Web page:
Today 10 women from across the country who paint in the figurative realist style were named finalists for the $50,000 Bennett Prize, the largest art award ever offered solely to women figurative realist painters, and now in its second round of awards.
The 10 were selected from among 674 entrants, a number that surpasses the entrants in 2018, the inaugural year of The Prize. Endowed at The Pittsburgh Foundation by art collectors Steven Alan Bennett and Dr. Elaine Melotti Schmidt, The Prize is designed to propel the careers of women artists.
“The response has yet again been incredible – exceeding our best hopes especially when so many women artists have had to contend with additional challenges related to the coronavirus – and the paintings submitted for consideration are stunning,” said Art Martin, director of collections and exhibitions at the Muskegon Museum of Art, where the finalists’ works will be presented from May 20 to September 12, 2021.
The winner of the $50,000 award will be announced at the exhibition opening. An exhibition of the finalists’ works will travel following the Muskegon Museum of Art showing. Stops in Florida, Georgia and Tennessee are planned and more venues will be added. Alongside the finalists exhibition, the winner of The Bennett Prize 1.0, Aneka Ingold, will present her solo show.
The 10 finalists, in alphabetical order, are:
Sophia-Yemisi Adeyemo-Ross, Providence, Rhode Island
Tanmaya Bingham, Portland, Oregon
Chloe Chiasson, Brooklyn, New York
June Glasson, Millbrook, New York
Holly Keogh, Charlotte, North Carolina
Lavely Miller, Baltimore, Maryland
Rebecca Orcutt, North Bend, Washington
Ayana Ross, McDonough, Georgia
Su Su, Pittsburgh, Pennsylvania
Amy Werntz, Dallas, Texas
Find full biographical information, head shots and samples of their work on the website for The Bennett Prize.
A four-member jury, which includes eminent realist painters Alyssa Monks and Katie O’Hagan, director of world-renowned The Andy Warhol Museum, Patrick Moore and Prize co-founder Steven Bennett, selected the finalists.
“As a juror for The Bennett Prize, I was delighted to see the diversity of artists who applied and the range of their approaches to figurative realism. The 10 finalists selected reflect the richness of how female artists choose to depict the most personal of subjects – the body. I also really appreciated that the jurors had a wide range of viewpoints. Viewers will see that this contributed to a rich and varied exhibition,” said Moore.
The winner of The Bennett Prize will receive $25,000 annually for two years to allow her to devote the time necessary to mount a solo exhibition of her work, which will open at the Muskegon Museum of Art in 2023 and then travel the country.
Speaking to the quality of the finalists’ submissions, juror Monks said that, “most impressive to me were those who had a unique and developed vision and voice in their work, who took a solid position and created tension around it, clearly conveying their conviction but allowing the viewer to connect the dots and find multiple meanings. I look forward to following the evolution of these artists.” Juror O’Hagan added, “every finalist’s work is connected by authenticity, a quality that the jury sought. We rarely disagreed on which paintings felt most authentic, even when the work itself wasn’t our top choice.”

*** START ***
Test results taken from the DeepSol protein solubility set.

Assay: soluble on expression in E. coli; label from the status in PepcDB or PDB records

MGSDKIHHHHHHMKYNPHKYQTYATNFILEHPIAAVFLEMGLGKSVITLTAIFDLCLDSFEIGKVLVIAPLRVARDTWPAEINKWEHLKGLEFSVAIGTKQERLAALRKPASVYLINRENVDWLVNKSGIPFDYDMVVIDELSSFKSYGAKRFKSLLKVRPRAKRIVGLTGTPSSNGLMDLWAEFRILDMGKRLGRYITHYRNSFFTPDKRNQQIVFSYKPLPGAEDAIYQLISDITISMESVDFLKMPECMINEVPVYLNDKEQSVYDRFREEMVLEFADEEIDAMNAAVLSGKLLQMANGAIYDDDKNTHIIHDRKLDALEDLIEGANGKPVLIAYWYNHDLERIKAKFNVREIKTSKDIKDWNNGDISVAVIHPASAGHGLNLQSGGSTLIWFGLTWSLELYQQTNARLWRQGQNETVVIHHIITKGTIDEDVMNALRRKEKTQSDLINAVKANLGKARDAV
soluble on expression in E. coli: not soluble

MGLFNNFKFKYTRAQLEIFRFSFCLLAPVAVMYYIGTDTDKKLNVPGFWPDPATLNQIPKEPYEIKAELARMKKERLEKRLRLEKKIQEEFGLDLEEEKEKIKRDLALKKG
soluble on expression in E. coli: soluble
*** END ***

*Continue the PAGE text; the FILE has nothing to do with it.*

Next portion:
The Bennett Prize spotlights women artists who are or seek to become full-time painters, but who have not yet achieved full professional recognition. The Prize is also designed to allow the public to learn more about the creative vision of talented women painters working in the ever popular style of figurative realism.
“Once again, the huge and increasing number of entrants confirmed the need for The Bennett Prize. For the second time, with almost 700 contestants from all across the country, with varying visions and levels of experience, we were privileged to consider the very best of what women figurative realists working today have to offer, “ said Prize co-founder and benefactor Bennett. “The jury is deeply gratified by the quality and variety of the submitted work, which demonstrates the artistic mastery and vision of today’s women figurative realist painters. The Rising Voices 2.0 exhibition is going to be absolutely terrific.”
Bennett and Schmidt, of San Antonio, Texas, endowed a $3 million fund at The Pittsburgh Foundation to ensure The Prize will be awarded every two years in perpetuity. The Prize was announced in 2018 and was developed at the Foundation’s Center for Philanthropy, which uses human-centered design principles to help donors define and actualize transformative philanthropic initiatives.
“The Bennett Prize is among the most extensive and visionary projects ever developed at our Center for Philanthropy,” said Pittsburgh Foundation President and CEO Lisa Schroeder. “It’s thrilling for our Foundation, which has a long history of amplifying the work of artists who might otherwise be unsung, to work so closely with the Bennetts to elevate the work of these extraordinary women figurative realist painters.”
Schmidt and Bennett are among the country’s foremost collectors of figurative realist art and are committed to seeing that talented women painters receive long-overdue recognition, such as solo exhibitions, higher prices for their work, commissions and inclusion in museum and private collections.
“The number of visionary women painters who submitted exceptional figurative realist work to The Bennett Prize far exceeds the number to be chosen,” said benefactor and co-founder Schmidt. “There should be as many paintings by women as men in museums, commanding the same prices and critical esteem. Our goal is to help make that happen.”
More information about the Bennetts and their art collection is at www.thebennettartcollection.com.